FIBA, like most other sports federations is far from immune to the implications and losses associated with current health pandemic, and had previously stated that it expects a shortfall in revenue for 2020, with reduced cash flow. The extent of its financial concerns depend are dependent on the duration of the current halt in its calendar as well as the impact the virus has on its affiliated partners. Currently FIBA has suspended all basketball action globally, which has hit its calendar significantly, with its effects going into 2021, with the postponement of its FIBA EuroBasket and AmeriCup competitions from 2021 to 2022.

Millions could be lost through its sponsors, who without any live basketball action will likely seek compensation. The federation has eight main sponsors, including deals with Nike and Tencent, worth an estimated $15 million and $5 million a year, meaning even a limited 20 per cent loss in their values would result in a $4 million hit to its incomings in 2020. The federation has however seemingly signed comparatively  large global partners on long term deals, with the deal with Nike signed for 11 years until 2027 and Tencent for nine years until 2025. The upshot of this is that, the impact of the virus on its sponsors should not be too detrimental in that it will struggle to uphold its financial commitments to FIBA going forward.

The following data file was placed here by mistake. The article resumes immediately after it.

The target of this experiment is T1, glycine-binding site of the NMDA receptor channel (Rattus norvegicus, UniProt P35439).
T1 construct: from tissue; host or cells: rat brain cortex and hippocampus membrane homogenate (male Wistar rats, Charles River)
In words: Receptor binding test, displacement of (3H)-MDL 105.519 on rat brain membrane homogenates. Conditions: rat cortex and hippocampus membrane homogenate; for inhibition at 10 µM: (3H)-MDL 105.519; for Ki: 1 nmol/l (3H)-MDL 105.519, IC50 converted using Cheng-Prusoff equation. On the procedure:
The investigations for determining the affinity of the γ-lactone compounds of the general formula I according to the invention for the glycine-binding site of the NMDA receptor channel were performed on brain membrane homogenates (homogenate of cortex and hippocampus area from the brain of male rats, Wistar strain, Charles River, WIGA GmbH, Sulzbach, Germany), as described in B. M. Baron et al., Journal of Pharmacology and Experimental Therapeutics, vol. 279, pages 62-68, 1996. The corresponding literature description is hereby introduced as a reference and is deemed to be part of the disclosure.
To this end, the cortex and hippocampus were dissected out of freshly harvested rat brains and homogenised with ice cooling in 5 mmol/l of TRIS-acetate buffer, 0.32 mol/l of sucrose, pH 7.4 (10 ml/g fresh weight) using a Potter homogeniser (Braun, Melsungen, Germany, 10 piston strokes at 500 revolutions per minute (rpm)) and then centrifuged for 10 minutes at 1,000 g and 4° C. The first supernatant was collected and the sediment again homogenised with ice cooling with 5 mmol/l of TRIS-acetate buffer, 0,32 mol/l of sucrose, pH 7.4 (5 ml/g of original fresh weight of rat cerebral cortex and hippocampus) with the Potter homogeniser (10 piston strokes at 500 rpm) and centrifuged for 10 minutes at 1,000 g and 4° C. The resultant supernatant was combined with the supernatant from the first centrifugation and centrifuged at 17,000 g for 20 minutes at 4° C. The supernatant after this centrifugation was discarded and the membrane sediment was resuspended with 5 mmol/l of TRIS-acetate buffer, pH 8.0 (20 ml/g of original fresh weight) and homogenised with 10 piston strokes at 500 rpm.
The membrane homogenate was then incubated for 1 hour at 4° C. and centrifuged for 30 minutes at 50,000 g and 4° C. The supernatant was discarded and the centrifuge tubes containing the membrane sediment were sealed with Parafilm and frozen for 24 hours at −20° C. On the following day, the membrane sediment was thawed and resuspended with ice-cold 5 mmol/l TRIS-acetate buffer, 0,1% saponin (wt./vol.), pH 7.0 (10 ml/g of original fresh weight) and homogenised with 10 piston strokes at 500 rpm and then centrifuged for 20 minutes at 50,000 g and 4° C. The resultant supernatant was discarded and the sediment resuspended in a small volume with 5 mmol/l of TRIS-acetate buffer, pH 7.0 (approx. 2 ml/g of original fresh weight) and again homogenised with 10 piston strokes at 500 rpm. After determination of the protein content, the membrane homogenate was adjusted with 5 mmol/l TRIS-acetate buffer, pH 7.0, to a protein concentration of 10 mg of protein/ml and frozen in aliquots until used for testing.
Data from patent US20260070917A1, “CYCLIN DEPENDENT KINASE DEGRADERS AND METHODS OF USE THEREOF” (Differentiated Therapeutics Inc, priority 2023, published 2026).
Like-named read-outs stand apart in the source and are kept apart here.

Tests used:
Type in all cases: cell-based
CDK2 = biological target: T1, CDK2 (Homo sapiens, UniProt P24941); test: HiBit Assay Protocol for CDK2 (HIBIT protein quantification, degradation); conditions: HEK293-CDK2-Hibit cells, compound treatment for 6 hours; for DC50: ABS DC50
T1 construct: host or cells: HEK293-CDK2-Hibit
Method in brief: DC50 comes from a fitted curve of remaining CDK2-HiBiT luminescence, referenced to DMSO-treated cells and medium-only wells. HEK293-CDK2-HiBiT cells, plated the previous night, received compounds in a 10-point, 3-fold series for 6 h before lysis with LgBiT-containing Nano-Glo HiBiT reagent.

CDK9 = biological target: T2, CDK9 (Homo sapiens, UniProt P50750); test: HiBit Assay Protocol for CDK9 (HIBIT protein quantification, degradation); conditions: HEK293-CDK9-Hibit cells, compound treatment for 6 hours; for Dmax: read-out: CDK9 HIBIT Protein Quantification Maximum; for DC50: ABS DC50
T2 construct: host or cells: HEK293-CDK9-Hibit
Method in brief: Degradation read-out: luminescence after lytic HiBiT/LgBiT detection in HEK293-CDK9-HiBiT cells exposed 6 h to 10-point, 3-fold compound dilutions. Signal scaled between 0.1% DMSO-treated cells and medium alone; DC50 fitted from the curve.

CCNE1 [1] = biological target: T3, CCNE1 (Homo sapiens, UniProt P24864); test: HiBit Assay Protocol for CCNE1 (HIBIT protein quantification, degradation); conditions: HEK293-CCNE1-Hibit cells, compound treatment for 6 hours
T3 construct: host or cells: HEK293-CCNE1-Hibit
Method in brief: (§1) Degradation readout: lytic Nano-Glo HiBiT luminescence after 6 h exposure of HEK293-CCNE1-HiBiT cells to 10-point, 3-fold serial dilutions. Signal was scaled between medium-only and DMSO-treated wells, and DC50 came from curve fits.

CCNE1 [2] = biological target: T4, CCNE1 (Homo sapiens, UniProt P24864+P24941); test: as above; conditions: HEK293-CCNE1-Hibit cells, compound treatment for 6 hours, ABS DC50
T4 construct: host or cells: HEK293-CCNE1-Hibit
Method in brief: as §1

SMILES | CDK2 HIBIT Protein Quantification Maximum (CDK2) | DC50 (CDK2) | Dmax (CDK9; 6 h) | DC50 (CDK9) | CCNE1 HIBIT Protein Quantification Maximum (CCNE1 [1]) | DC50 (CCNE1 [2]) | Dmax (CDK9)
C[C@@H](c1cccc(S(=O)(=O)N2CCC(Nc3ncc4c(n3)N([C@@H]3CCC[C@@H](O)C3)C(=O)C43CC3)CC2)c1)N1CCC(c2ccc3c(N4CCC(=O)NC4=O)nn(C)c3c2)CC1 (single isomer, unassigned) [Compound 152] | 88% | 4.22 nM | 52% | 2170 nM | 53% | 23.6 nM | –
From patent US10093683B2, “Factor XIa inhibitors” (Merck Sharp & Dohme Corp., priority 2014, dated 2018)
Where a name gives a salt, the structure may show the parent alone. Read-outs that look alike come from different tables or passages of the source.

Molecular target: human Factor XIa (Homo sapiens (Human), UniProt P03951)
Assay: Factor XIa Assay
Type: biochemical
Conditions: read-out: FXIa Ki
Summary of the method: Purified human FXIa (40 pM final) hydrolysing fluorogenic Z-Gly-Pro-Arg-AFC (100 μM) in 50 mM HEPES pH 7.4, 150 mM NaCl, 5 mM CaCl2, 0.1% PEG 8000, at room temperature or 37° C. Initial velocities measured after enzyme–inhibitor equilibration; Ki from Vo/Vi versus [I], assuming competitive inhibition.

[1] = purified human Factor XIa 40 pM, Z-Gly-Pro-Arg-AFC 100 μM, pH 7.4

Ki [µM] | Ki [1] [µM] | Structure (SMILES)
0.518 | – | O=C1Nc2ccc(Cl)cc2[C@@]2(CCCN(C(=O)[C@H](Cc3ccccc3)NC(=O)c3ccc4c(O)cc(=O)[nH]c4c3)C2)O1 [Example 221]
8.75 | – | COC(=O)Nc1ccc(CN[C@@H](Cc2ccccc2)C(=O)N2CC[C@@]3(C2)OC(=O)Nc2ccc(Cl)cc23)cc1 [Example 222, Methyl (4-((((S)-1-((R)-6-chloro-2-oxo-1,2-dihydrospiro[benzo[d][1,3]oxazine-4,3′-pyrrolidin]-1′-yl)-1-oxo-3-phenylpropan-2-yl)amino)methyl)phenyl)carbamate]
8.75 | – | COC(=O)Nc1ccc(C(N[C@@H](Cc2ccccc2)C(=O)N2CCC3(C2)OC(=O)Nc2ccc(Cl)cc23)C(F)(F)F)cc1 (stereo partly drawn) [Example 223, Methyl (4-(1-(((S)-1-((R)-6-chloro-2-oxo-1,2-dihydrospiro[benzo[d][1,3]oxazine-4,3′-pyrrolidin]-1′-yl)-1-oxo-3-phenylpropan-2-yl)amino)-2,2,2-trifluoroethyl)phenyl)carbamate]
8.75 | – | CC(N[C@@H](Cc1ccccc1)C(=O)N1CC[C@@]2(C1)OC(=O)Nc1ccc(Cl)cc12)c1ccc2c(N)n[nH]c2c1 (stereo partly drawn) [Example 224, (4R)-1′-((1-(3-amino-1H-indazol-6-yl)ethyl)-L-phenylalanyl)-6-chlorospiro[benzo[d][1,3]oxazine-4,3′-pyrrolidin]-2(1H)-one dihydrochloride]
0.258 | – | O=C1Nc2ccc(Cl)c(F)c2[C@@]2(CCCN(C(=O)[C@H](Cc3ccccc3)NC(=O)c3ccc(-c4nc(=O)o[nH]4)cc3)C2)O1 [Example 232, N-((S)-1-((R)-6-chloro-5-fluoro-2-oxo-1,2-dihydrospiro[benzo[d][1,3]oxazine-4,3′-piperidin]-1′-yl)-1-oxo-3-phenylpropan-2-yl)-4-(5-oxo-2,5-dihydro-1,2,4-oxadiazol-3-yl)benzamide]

The biggest loss for the federation in 2020 will be the Olympic funding for which it had been expecting to receive the bulk of its income in September this year. Basketball, alongside sports such as soccer, cycling, volleyball and tennis stands as a second tier federation to the IOC meaning it could have benefitted to the tune of $25.95 million from the IOC. 

Despite previously stating that the federation remains financially stable with sufficient funds to fall back on, the federation has taken cost saving steps to reduce its outgoings which includes the unemployment of some of its employees. To replace its live action, the federation is looking to entertain fans in other ways including the broadcasts of classic historic games across its social media channels. 

Short term strategy: Support its national federations through the current crisis to minimise overall casualties.
Long term strategy: Pick up where it left off before the outbreak, offering time for its new President, Hamane Niang, elected in 2019 time to implement his new vision for the federation and sport.